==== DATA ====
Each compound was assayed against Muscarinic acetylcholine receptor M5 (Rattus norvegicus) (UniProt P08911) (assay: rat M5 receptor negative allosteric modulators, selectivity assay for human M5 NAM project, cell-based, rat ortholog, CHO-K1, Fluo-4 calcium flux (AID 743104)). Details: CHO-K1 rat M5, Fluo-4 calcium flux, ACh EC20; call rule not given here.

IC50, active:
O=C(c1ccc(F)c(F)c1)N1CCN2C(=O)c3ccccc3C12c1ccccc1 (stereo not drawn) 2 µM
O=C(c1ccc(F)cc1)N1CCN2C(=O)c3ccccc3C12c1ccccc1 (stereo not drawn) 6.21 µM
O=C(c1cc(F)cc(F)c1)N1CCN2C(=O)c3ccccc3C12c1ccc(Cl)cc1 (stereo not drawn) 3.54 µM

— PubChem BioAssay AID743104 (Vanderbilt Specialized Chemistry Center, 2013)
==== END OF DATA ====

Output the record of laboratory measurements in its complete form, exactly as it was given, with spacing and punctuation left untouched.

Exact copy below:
Each compound was assayed against Muscarinic acetylcholine receptor M5 (Rattus norvegicus) (UniProt P08911) (assay: rat M5 receptor negative allosteric modulators, selectivity assay for human M5 NAM project, cell-based, rat ortholog, CHO-K1, Fluo-4 calcium flux (AID 743104)). Details: CHO-K1 rat M5, Fluo-4 calcium flux, ACh EC20; call rule not given here.

IC50, active:
O=C(c1ccc(F)c(F)c1)N1CCN2C(=O)c3ccccc3C12c1ccccc1 (stereo not drawn) 2 µM
O=C(c1ccc(F)cc1)N1CCN2C(=O)c3ccccc3C12c1ccccc1 (stereo not drawn) 6.21 µM
O=C(c1cc(F)cc(F)c1)N1CCN2C(=O)c3ccccc3C12c1ccc(Cl)cc1 (stereo not drawn) 3.54 µM

— PubChem BioAssay AID743104 (Vanderbilt Specialized Chemistry Center, 2013)